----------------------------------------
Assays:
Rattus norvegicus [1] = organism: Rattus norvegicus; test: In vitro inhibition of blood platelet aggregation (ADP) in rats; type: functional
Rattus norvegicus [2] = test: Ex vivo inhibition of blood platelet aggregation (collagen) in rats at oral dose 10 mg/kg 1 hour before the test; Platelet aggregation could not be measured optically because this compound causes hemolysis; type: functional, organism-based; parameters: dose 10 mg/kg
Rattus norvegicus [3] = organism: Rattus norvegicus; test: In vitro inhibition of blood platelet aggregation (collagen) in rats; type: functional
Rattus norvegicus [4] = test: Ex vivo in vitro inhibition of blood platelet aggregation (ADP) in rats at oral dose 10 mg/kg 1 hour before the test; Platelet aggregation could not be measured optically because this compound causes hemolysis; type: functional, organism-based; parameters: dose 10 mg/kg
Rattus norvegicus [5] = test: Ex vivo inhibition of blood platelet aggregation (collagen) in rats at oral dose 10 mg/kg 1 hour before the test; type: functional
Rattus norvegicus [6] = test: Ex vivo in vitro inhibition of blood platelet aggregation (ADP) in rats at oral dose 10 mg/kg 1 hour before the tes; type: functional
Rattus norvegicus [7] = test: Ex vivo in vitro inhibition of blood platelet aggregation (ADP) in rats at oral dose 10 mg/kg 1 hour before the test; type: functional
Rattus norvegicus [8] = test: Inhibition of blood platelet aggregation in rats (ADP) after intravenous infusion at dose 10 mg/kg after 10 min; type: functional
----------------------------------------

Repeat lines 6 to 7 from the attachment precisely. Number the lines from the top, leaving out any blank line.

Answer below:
Rattus norvegicus [5] = test: Ex vivo inhibition of blood platelet aggregation (collagen) in rats at oral dose 10 mg/kg 1 hour before the test; type: functional
Rattus norvegicus [6] = test: Ex vivo in vitro inhibition of blood platelet aggregation (ADP) in rats at oral dose 10 mg/kg 1 hour before the tes; type: functional